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Published: September 30th 2017
The entrance to the lodge. Never did get a good picture of the whole lodge. It's a big place.
Geo: 45.3308, -121.71
Our flight left GSP at 5:30 AM, which meant getting up at
“0 dark thirty” on Tuesday for the drive to the airport.
The early departure from home allowed us to arrive in
Portland around 11 AM (PDT) and then drive on to the
Timberline Lodge where we would spend the next two
nights. The author of the book “Wild” had described the
sections in Oregon in such a way as to make the trail
seem like a good one for day hikes, with relatively easy
access to scenic sections at several points . The most
promising was access from this iconic, historical Timberline
Lodge on the south flank of Mount Hood where she had
rested overnight before her final 50 miles to the
Oregon/Washington border where she ended her hike.
The trail crosses just above and behind the lodge as
it passes under several ski lifts that operate even in
The lodge was built in 1937 by the WPA and still has the feel of an
exclusive hotel of that era. The Timberline was used for the
external shots of the hotel in the movie “The Shining,”
View from our window.
This is the view from the window of our room. Nice! Now if the room had just been a bit larger.
those of the interior of the hotel were shot on a sound stage in
Great Britain. The rooms are not air conditioned but at 6,000 feet
that was not be a big problem. While a bit warm during the day, with
the fan that was provided we were quite comfortable. We stayed in a
cheaper ($150/day) room, our only complaint being the size of the
room and bath – both very small. Difficult for two people to
stay out of the way of each other and to find room for suitcases, but
for our two nights, it was worth the slight difficulty in order to
enjoy the lodge and the location.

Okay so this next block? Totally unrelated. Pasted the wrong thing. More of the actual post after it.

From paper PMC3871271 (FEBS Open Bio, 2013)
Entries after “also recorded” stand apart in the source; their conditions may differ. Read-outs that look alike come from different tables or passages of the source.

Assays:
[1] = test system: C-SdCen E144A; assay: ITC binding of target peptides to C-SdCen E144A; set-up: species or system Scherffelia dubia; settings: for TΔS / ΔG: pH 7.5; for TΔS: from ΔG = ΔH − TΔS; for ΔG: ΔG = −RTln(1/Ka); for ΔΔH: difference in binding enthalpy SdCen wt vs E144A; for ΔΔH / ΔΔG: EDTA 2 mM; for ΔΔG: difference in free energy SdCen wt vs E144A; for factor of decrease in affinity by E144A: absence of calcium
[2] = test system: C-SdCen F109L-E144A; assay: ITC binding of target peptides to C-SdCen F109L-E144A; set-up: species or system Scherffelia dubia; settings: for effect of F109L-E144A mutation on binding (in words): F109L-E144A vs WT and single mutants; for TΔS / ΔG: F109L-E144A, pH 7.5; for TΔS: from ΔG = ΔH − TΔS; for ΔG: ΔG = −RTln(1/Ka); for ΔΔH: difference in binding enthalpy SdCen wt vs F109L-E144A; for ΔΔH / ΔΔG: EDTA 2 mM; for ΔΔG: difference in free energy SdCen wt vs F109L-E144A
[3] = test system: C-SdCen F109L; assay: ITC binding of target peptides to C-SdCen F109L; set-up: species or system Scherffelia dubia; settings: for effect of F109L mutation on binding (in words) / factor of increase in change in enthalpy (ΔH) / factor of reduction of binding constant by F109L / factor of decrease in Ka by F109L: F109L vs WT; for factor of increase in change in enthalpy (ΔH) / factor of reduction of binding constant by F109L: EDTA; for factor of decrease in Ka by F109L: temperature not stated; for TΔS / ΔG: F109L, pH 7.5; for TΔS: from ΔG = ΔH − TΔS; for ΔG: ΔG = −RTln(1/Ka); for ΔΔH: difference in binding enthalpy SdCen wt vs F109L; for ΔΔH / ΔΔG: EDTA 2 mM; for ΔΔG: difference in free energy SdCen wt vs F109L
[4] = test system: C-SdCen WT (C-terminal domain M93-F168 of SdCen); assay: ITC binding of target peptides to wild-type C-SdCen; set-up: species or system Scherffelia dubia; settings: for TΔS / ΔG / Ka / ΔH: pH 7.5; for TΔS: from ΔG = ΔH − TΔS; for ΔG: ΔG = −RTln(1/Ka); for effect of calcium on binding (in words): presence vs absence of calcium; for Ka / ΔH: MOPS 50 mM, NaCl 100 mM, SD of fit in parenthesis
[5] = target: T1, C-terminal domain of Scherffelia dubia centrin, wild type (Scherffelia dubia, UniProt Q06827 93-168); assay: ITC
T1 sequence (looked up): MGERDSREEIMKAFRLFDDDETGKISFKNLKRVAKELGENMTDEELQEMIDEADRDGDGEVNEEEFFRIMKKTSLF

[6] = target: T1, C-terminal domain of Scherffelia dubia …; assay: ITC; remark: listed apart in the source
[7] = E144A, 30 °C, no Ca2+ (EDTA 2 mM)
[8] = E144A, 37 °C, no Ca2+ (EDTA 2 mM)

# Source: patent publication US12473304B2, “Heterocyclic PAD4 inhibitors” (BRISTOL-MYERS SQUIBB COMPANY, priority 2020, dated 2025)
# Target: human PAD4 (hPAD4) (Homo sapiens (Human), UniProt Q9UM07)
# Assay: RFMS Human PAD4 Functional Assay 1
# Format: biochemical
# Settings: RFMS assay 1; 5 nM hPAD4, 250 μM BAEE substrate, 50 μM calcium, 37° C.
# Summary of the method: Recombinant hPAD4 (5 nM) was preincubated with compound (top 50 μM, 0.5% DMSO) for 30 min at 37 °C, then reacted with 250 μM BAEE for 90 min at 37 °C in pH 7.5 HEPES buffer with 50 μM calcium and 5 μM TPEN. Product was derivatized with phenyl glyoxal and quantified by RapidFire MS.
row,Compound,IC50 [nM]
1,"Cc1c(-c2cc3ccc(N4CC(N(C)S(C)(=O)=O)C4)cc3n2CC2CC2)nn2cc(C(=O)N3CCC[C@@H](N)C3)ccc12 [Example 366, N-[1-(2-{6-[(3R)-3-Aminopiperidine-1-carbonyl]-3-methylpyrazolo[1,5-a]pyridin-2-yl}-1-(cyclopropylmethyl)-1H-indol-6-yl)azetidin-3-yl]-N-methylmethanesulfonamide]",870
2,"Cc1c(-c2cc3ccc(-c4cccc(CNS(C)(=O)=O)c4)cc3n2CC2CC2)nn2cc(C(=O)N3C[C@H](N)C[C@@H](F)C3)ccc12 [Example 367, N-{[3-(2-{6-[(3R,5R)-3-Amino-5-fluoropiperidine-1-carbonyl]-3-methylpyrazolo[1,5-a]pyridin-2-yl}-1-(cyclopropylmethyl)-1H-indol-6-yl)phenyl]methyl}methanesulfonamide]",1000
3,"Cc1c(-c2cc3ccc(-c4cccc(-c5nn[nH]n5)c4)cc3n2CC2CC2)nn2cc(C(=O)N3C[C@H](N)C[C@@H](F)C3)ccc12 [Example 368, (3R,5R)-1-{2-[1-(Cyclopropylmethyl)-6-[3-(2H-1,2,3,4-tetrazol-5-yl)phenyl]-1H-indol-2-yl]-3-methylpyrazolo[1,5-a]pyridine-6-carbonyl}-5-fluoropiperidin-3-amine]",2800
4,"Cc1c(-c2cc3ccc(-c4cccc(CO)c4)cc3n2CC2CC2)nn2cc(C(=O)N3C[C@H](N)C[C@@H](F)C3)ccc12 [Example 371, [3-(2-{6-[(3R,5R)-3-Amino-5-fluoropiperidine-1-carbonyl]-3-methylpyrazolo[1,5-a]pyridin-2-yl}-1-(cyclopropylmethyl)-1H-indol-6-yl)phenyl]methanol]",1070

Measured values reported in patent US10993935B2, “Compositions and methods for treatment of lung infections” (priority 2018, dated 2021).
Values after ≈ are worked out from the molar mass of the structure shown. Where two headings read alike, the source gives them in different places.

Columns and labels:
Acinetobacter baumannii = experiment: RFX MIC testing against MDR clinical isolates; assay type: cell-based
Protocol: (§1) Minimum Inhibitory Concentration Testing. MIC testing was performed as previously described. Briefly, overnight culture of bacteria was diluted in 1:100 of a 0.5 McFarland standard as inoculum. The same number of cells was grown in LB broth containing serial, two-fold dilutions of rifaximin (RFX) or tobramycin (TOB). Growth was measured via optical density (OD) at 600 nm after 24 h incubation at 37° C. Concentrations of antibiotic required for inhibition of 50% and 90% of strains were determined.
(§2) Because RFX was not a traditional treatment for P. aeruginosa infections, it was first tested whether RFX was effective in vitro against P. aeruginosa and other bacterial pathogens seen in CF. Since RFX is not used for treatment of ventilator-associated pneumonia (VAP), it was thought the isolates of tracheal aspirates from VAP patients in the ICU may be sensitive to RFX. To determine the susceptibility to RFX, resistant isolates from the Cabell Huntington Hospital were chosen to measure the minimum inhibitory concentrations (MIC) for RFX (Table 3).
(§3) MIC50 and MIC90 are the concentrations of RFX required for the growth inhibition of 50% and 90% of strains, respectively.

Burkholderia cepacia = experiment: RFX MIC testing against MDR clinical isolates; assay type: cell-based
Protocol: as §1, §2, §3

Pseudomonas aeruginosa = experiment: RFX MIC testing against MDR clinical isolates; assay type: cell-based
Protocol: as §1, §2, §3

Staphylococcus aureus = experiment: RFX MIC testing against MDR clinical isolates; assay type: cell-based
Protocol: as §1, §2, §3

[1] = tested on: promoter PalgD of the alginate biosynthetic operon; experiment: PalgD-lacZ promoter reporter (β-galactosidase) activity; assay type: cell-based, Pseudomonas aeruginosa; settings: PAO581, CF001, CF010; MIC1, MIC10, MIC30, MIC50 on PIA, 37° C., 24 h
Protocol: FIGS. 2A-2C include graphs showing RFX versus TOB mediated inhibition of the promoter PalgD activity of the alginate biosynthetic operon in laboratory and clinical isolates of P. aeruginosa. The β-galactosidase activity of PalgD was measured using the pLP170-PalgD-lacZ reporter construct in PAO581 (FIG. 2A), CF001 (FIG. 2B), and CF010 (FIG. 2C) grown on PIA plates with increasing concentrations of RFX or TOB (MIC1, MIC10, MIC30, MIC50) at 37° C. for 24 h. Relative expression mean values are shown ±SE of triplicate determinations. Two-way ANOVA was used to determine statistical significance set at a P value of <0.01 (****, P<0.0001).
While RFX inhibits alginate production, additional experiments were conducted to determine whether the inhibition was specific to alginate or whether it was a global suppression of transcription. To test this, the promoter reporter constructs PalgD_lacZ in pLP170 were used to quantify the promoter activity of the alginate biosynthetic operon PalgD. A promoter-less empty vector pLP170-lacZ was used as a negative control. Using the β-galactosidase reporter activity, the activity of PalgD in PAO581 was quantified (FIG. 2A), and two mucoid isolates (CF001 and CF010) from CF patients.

After our arrival and checking in at
the lodge, we took a fairly short hike up the side of the mountain to
where one ski lift terminated and another originated for those going
to the higher slopes. There was still snow in places on the higher
areas and skiing was still open even in mid August. We saw several
skiers and snow-boarders heading for those few slopes still open.
On Wednesday, we were up fairly early
and had breakfast at the cafe in the day lodge across from the main
lodge since it opened an hour or so before breakfast was served in
Mount Hood & Silcox Hut
Silcox Hut is to the right in the picture and sits just above Timberline Lodge. I believe it is available for rent by groups.
lodge's main dining room. Consequently, we got a fairly early
start on our planned hike for the day along the Pacific Crest Trail
to a loop trail up and through a beautiful area called “Paradise
Park.” This hike, while the longest with the most elevation loss
and gain, was the most enjoyable of the whole trip. The elevation at
the lodge is right at 6,000 feet and while we did not get very much
higher than that on this hike, there were several sharp drops and
climbs over the total 13 mile length. The steepest section involved
a descent into Zig Zag canyon, then crossing the Zig Zag River at an
elevation of around 4,000 feet, the a climb back out of the canyon
and on up to the Paradise Park area. Strenuous but well worth the
effort, especially since many wildflowers were still in bloom!
The next morning, we again ate breakfast
at the day lodge which opened at 7:00 AM, before the main dining
room's breakfast buffet opened at 7:30. However on our way back to
our room to get ready to check out, it was interesting to note all of
the huge backpacks stacked on the patio of the lodge. They had been
left there by thru hikers who had made it
At the start of the hike
The trail began just above the lodge, in the lower left of the picture. That's Mt Jefferson in the distance.
a point of stopping at the
lodge for the all-you-can-eat breakfast buffet. We met several thru
hikers on our day hikes on the trail and many mentioned the fact that
that breakfast is famous within the thru hiking community. I asked
the hostess if they tried to seat these hikers together, thinking
they might have a particular odor that could offend other diners.
Her answer was a diplomatic “yes we do since they like to talk
about their hikes with each other.” She also said it was unreal
how many trips to the buffet some of these folks would make. If they
were true through hikers who had hiked over 2,000 miles on a diet of
freeze dried meals, it is easy to understand their appetite for real
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